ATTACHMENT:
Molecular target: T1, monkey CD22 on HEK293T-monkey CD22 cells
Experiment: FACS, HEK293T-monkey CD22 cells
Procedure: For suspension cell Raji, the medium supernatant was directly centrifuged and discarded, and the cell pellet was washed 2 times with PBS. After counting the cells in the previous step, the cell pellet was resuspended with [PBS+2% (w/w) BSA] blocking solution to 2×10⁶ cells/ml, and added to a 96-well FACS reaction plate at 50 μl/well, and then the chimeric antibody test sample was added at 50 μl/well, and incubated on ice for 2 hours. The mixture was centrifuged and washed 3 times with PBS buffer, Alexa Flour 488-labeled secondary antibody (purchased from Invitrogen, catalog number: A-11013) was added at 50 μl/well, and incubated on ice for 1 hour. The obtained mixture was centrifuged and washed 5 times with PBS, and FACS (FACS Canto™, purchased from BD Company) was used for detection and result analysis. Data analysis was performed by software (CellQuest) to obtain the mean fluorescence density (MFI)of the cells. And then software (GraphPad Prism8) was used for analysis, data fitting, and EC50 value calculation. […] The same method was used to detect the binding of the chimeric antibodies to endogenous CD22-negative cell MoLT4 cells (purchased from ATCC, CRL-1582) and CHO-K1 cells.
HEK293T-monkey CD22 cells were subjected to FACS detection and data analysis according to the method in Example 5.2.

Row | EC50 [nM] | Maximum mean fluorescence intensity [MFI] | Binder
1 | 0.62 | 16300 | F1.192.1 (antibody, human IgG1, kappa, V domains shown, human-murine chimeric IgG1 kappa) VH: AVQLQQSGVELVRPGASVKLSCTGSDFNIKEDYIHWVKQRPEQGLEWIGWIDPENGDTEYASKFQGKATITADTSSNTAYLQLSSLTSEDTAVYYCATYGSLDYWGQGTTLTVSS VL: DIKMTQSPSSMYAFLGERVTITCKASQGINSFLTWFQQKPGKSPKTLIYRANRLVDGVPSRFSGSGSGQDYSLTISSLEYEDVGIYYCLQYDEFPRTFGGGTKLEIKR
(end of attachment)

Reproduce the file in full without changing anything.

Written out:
Molecular target: T1, monkey CD22 on HEK293T-monkey CD22 cells
Experiment: FACS, HEK293T-monkey CD22 cells
Procedure: For suspension cell Raji, the medium supernatant was directly centrifuged and discarded, and the cell pellet was washed 2 times with PBS. After counting the cells in the previous step, the cell pellet was resuspended with [PBS+2% (w/w) BSA] blocking solution to 2×10⁶ cells/ml, and added to a 96-well FACS reaction plate at 50 μl/well, and then the chimeric antibody test sample was added at 50 μl/well, and incubated on ice for 2 hours. The mixture was centrifuged and washed 3 times with PBS buffer, Alexa Flour 488-labeled secondary antibody (purchased from Invitrogen, catalog number: A-11013) was added at 50 μl/well, and incubated on ice for 1 hour. The obtained mixture was centrifuged and washed 5 times with PBS, and FACS (FACS Canto™, purchased from BD Company) was used for detection and result analysis. Data analysis was performed by software (CellQuest) to obtain the mean fluorescence density (MFI)of the cells. And then software (GraphPad Prism8) was used for analysis, data fitting, and EC50 value calculation. […] The same method was used to detect the binding of the chimeric antibodies to endogenous CD22-negative cell MoLT4 cells (purchased from ATCC, CRL-1582) and CHO-K1 cells.
HEK293T-monkey CD22 cells were subjected to FACS detection and data analysis according to the method in Example 5.2.

Row | EC50 [nM] | Maximum mean fluorescence intensity [MFI] | Binder
1 | 0.62 | 16300 | F1.192.1 (antibody, human IgG1, kappa, V domains shown, human-murine chimeric IgG1 kappa) VH: AVQLQQSGVELVRPGASVKLSCTGSDFNIKEDYIHWVKQRPEQGLEWIGWIDPENGDTEYASKFQGKATITADTSSNTAYLQLSSLTSEDTAVYYCATYGSLDYWGQGTTLTVSS VL: DIKMTQSPSSMYAFLGERVTITCKASQGINSFLTWFQQKPGKSPKTLIYRANRLVDGVPSRFSGSGSGQDYSLTISSLEYEDVGIYYCLQYDEFPRTFGGGTKLEIKR